I've been reading a lot about our nation's foreclosure crisis and it's an issue that has hit my area (NE Ohio) pretty hard. I am having a really hard time deciding who to blame. The list of suspects is long:
- Real Estate Agents
- Wall Street and Big Investors
I think that is a (roughly) accurate view of who relates to a mortgage.
Blame the borrowers
Being a person who owns a house and is fairly good with numbers, I find it easy to blame the "irresponsible borrowers."
Buying a house is a huge deal and there is a correspondingly huge amount of paperwork involved. Some of that paperwork describes in painful detail a payment schedule. I realize that one of the problems here is that people received exotic loans with varying payment schedules, but I'm talking about people who couldn't make the first payment. There are reports all the time about people falling behind from day one--not when their 5-year ARM shot up.
On the other hand, home buying is a complex and emotional process. This is why we have agents and lenders. These guys are supposed to help protect us from ourselves. But they don't.
So let's blame them.
Blame the agents
This is a tough one for me. We had a great experience with both homes we purchased and felt that our agents helped us through the process. At our first closing, it was our agent who uncovered a couple errors and ultimately netted us a couple hundred bucks back.
I can't say for sure if either agent would have stopped us from getting in over our head, though, I'd like to hope so.
OK, so the agents are off the hook--let's blame the brokers and lenders instead.
Blame the brokers and lenders
This is where I get really fired up and here's why: these guys have virtually no incentive to be responsible. A broker's job is to basically connect people who want money to people who have money--they facilitate and take commission from a transaction without risking any of their own money!
As I understand it, all a broker has to do is convince a bank to fund the loan. Since this is a free market, the broker can shop the loan package to multiple banks until someone bites. Over the last few years the standards of a "good loan" have erroded to the point where my dog is considering his own place--all driven by the insatiable demand for mortgages as investments.
NPR's This American Life has an incredible story about this part of the crisis and I highly recommend it.
Who is funding these loans? Banks.
Blame the banks
Somehow in their 20-hour work weeks (closed national holidays, weekends, paydays, full moons and days that end in "y"), bankers managed to buy any and every loan. Despite no income, assets, or SSN, Pirate was approved for a sweet crib in the hills.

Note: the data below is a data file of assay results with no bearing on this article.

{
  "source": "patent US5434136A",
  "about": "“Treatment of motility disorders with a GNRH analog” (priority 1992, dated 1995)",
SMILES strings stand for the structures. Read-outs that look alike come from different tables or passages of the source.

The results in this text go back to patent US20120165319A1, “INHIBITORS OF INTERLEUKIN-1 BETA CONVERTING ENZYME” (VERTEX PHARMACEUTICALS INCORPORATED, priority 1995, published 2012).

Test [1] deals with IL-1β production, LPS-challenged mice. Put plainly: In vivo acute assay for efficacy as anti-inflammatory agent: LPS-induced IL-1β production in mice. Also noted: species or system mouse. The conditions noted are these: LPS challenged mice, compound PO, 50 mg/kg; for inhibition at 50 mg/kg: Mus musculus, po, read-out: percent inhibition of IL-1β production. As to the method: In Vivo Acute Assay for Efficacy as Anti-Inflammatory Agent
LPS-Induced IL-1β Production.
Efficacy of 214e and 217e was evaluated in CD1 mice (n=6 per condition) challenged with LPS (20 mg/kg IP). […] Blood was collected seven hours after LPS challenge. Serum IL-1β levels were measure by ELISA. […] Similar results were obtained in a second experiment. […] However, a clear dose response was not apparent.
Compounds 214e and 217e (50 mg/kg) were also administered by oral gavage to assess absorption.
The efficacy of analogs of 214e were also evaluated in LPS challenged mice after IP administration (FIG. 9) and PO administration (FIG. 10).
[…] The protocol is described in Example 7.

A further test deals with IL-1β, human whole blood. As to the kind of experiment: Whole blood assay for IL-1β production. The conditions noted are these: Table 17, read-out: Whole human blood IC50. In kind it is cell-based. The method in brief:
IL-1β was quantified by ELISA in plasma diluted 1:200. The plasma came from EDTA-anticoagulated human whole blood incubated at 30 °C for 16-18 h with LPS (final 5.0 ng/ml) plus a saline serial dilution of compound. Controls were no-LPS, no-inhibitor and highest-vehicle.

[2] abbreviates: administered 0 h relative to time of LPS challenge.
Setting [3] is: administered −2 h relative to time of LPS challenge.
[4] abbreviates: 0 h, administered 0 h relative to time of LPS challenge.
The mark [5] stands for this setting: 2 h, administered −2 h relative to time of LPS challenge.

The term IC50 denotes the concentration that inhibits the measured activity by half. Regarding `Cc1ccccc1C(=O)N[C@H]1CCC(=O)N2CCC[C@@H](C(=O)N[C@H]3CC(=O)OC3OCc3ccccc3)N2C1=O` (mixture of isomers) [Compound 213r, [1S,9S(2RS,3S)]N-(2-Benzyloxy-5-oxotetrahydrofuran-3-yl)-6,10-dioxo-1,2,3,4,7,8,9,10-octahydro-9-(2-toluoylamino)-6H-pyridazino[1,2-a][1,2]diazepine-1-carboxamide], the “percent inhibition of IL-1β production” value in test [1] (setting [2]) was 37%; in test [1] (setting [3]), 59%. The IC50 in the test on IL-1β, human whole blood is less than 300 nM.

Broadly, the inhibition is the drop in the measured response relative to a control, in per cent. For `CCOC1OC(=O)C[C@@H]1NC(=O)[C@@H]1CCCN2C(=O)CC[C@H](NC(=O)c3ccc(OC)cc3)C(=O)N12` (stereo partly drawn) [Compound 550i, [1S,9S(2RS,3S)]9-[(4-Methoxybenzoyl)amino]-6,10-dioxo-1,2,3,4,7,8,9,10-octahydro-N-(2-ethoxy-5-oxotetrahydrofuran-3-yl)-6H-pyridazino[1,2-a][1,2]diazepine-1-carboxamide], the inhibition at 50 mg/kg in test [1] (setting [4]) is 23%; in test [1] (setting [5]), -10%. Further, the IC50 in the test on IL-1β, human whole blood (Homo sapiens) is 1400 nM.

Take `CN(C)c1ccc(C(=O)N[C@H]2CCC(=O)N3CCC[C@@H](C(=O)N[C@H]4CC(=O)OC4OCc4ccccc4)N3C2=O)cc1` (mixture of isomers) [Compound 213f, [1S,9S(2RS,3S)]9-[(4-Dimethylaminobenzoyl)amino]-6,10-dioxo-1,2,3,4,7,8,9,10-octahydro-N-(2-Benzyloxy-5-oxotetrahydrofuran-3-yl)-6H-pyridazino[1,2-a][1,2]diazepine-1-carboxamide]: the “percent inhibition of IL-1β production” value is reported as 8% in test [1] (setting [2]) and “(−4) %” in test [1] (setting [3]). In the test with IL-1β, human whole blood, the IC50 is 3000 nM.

This is the last line of defense when it comes to investment quality. Banks had no business buying horrible exotic loans but their thirst for mortgages clouded their judgement and the money was good.
From hereon, mortgages were bundled together and sold as packaged securities. This had the nice property that they were easy to invest in but one nasty caviat: so much detail was obscured in aggregation that risk was very difficult to gauge. But hey, they're mortgages--those are like super safe investments, right?
This is where it stops with me. I don't blame Wall Street or the big investors. They thought they were buying good stuff with AAA ratings.
So, Blame everyone but Wall Street
Borrowers need to be smarter. Education is key here. A simple, accurate monthly budget might have prevented a lot of this. Losing your home and destroying your credit is probably enough punishment so I'll let them off the hook for time served (20% of the blame). As much as I think a bailout of any kind is unfair to the rest of us, something needs to be done--but that's for another time.
Brokers and lenders take a hefty portion of the blame (30%) for selling people things they couldn't afford. These guys are the first line of defense but since they're part is over when the loan closes they have all too much motivation to look the other way, commit fraud, or just plain oversell us. As I see it, this level is also the biggest opportunity for fraud.
I place the remaining half of the blame with the banks. Just because everyone else is buying crummy loans doesn't make it right. It sounds like I'm talking about a child and maybe I am. These are the guys with the calculators, spreadsheets, forecast models, degrees, etc.--They're supposed to be the experts! I am really struggling to wrap my head around when bankers must have been thinking when they bought junk mortgages. Maybe the truck-loads of cash helped.
That's a toughy. I don't think more paperwork is the answer--that's part of the problem. I think the process of buying a house should be overhauled and simplified. There's little reason for it to be so ridiculously complicated and the devil's in the details with this one--if you can't understand what a paper says, it could be screwing you big time.
Until then, I encourage buyers to run budgets with a close friend or higher a planner (and be realistic about the numbers) before looking at houses. Once you know what you can afford, don't look at anything higher and stick to conventional fixed-rate loans.
With respect to holding the industry accountable, it looks like the market is taking care of that for us (and bringing everyone down with it, unfortunately). I have no sympathy for the banking and mortgage industry but have resolved myself to the fact that our government will probably continue to bail them out, too, until this blows over.